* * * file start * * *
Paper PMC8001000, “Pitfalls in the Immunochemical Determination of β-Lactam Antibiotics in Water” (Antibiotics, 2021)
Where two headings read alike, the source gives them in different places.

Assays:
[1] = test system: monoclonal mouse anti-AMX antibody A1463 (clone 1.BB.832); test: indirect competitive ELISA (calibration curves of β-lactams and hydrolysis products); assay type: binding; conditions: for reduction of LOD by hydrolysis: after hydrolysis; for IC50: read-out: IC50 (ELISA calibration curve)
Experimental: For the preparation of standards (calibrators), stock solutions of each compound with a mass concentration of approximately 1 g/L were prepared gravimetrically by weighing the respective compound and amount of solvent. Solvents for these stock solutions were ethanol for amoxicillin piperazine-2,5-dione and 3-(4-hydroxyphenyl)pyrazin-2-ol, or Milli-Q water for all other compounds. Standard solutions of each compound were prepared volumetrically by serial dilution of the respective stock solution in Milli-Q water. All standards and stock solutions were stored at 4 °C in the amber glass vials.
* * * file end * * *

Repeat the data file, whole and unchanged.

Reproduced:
Paper PMC8001000, “Pitfalls in the Immunochemical Determination of β-Lactam Antibiotics in Water” (Antibiotics, 2021)
Where two headings read alike, the source gives them in different places.

Assays:
[1] = test system: monoclonal mouse anti-AMX antibody A1463 (clone 1.BB.832); test: indirect competitive ELISA (calibration curves of β-lactams and hydrolysis products); assay type: binding; conditions: for reduction of LOD by hydrolysis: after hydrolysis; for IC50: read-out: IC50 (ELISA calibration curve)
Experimental: For the preparation of standards (calibrators), stock solutions of each compound with a mass concentration of approximately 1 g/L were prepared gravimetrically by weighing the respective compound and amount of solvent. Solvents for these stock solutions were ethanol for amoxicillin piperazine-2,5-dione and 3-(4-hydroxyphenyl)pyrazin-2-ol, or Milli-Q water for all other compounds. Standard solutions of each compound were prepared volumetrically by serial dilution of the respective stock solution in Milli-Q water. All standards and stock solutions were stored at 4 °C in the amber glass vials.